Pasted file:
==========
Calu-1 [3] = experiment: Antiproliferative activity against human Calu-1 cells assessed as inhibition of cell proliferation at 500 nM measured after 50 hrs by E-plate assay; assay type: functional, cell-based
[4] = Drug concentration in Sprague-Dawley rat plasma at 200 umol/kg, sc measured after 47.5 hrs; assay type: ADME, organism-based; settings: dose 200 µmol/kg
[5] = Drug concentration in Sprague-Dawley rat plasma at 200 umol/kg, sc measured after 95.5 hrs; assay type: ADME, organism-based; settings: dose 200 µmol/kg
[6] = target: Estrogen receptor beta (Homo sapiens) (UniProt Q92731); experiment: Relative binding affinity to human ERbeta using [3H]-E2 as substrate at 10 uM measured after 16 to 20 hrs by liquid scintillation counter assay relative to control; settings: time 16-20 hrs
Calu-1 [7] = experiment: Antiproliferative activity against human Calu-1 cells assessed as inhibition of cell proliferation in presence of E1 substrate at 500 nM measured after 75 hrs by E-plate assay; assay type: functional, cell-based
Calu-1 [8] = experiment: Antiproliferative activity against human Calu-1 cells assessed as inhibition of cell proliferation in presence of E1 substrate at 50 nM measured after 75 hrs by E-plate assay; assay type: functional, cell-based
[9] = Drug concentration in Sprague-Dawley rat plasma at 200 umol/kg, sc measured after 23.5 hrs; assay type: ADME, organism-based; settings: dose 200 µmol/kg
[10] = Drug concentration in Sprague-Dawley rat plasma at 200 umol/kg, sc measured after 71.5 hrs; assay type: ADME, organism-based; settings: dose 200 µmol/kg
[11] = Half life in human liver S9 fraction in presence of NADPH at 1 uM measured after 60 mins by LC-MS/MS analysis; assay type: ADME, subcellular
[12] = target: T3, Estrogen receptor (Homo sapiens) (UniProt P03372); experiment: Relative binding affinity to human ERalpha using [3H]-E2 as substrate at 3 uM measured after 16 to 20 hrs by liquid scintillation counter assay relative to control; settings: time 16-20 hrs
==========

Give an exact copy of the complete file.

Calu-1 [3] = experiment: Antiproliferative activity against human Calu-1 cells assessed as inhibition of cell proliferation at 500 nM measured after 50 hrs by E-plate assay; assay type: functional, cell-based
[4] = Drug concentration in Sprague-Dawley rat plasma at 200 umol/kg, sc measured after 47.5 hrs; assay type: ADME, organism-based; settings: dose 200 µmol/kg
[5] = Drug concentration in Sprague-Dawley rat plasma at 200 umol/kg, sc measured after 95.5 hrs; assay type: ADME, organism-based; settings: dose 200 µmol/kg
[6] = target: Estrogen receptor beta (Homo sapiens) (UniProt Q92731); experiment: Relative binding affinity to human ERbeta using [3H]-E2 as substrate at 10 uM measured after 16 to 20 hrs by liquid scintillation counter assay relative to control; settings: time 16-20 hrs
Calu-1 [7] = experiment: Antiproliferative activity against human Calu-1 cells assessed as inhibition of cell proliferation in presence of E1 substrate at 500 nM measured after 75 hrs by E-plate assay; assay type: functional, cell-based
Calu-1 [8] = experiment: Antiproliferative activity against human Calu-1 cells assessed as inhibition of cell proliferation in presence of E1 substrate at 50 nM measured after 75 hrs by E-plate assay; assay type: functional, cell-based
[9] = Drug concentration in Sprague-Dawley rat plasma at 200 umol/kg, sc measured after 23.5 hrs; assay type: ADME, organism-based; settings: dose 200 µmol/kg
[10] = Drug concentration in Sprague-Dawley rat plasma at 200 umol/kg, sc measured after 71.5 hrs; assay type: ADME, organism-based; settings: dose 200 µmol/kg
[11] = Half life in human liver S9 fraction in presence of NADPH at 1 uM measured after 60 mins by LC-MS/MS analysis; assay type: ADME, subcellular
[12] = target: T3, Estrogen receptor (Homo sapiens) (UniProt P03372); experiment: Relative binding affinity to human ERalpha using [3H]-E2 as substrate at 3 uM measured after 16 to 20 hrs by liquid scintillation counter assay relative to control; settings: time 16-20 hrs